33. Estimates of the amount of investment needed to bring infrastructure up to the standard required vary. Following a detailed survey in 1996, Policy Research in Engineering, Science and Technology (PREST) estimated that £474 million would be needed over the following five years for research equipment alone.[88] The HEFCE pointed out that this figure was based upon researchers own estimates of their needs and suggested that it would be legitimate to reduce the figure by 25% to £355 million to reach a more realistic figure.[89] If the revenue generated by the two JREIs to date is then taken into account, the figure required for research equipment is in the region of £225 million. As the HEFCE pointed out, it is then necessary to add the funding required to bring physical premises up to scratch which, according to a recent survey, is in the region of £200 million.[90] Based on these assumptions, the overall funding needed to bring research infrastructure up to the required standards is in the region £425 million. A more recent study conducted by Segal Quince Wickstead on behalf of the HEFCE, using a different basis for determining the level of investment required, proposed a figure of £445 million for both equipment and premises. If, say, half the £25 million earmarked for infrastructure of the extra £165 million the Government have provided for higher education, is spent on research infrastructure then both figures will have to be adjusted downwards by £12.5 million. This means that the total investment needed in research infrastructure to bring it up to an acceptable standard is between £412.5 and £432.5 million.

34. Both the Ministers who gave evidence acknowledged that there was a serious problem in funding research infrastructure but we were concerned that there seemed to be confusion over which department should be responsible for providing a solution.[91] The Baroness Blackstone told us that it was a joint responsibility between the DfEE, the DTI and the OST whereas Mr Battle told us "it is really within the bailiwick of the Department for Education ... they are responsible".[92] While we do not ignore the responsibility that the Research Councils, and therefore by implication the OST, have for contributing towards infrastructure where the work they fund places demands upon it, we are clear that this is primarily a matter for the HEFCs and therefore for the DfEE and the corresponding departments in Scotland, Wales and Northern Ireland.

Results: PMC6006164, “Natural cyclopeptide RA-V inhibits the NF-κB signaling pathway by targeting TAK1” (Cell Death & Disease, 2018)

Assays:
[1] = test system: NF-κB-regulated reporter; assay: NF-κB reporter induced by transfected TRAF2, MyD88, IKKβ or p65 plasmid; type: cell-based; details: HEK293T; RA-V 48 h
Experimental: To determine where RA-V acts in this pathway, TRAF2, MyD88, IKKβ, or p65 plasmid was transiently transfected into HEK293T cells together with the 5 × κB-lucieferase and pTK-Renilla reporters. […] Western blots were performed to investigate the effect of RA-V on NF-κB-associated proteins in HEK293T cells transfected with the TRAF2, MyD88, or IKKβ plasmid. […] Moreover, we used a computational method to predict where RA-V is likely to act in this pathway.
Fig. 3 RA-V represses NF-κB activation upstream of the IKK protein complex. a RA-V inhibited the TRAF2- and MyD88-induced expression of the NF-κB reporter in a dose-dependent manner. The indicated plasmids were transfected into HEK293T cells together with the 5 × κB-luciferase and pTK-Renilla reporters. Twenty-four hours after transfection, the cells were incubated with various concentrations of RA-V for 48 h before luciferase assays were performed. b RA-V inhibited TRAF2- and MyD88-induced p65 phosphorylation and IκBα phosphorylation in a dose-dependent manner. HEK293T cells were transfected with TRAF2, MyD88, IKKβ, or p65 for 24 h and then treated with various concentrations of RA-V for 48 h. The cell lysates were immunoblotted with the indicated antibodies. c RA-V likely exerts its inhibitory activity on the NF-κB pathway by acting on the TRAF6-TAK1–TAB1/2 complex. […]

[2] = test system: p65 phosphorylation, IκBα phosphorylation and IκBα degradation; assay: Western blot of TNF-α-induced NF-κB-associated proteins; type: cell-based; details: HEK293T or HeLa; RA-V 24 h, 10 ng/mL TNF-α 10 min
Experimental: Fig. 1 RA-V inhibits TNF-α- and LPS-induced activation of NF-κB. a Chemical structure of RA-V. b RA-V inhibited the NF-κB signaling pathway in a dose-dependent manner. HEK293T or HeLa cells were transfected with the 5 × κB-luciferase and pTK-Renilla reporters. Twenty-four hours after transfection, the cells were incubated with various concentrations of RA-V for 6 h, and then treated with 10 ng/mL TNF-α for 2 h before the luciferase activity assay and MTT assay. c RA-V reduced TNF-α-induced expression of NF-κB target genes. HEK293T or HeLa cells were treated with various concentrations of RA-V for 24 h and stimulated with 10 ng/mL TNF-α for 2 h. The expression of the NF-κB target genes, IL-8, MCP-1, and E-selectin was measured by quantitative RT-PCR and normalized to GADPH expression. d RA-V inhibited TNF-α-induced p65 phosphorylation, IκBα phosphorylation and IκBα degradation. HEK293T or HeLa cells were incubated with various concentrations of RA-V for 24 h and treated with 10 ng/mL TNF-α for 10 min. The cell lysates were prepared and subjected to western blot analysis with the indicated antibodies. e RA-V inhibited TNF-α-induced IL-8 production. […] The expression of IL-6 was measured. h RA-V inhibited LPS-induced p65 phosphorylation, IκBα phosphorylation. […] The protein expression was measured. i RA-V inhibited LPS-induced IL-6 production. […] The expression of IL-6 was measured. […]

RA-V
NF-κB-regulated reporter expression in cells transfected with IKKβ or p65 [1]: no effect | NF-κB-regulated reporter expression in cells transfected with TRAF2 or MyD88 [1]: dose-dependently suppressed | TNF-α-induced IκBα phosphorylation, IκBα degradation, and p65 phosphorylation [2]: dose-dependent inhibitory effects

35. We are convinced that there is still a real and urgent need for the Government to provide additional resources to resolve the immediate crisis in research infrastructure in the UK's universities. We recommend that this issue be treated with the utmost priority in the Comprehensive Spending Review. We further recommend that the Government allocate a total of between £410 and £430 million of new money, earmarked for research infrastructure, over the next three public expenditure rounds.

Indirect Costs

36. In addition to resolving the immediate crisis in research infrastructure in universities there is an obvious need to guarantee infrastructure standards in the longer term in order to sustain high-quality research and to ensure that the greatest possible value for money is achieved from the capital investment we have already recommended. The NCIHE recognised this and sought to address it by making recommendations that would ensure that those who funded research in universities made an appropriate contribution to what are termed the indirect costs of research.

THE RESEARCH COUNCILS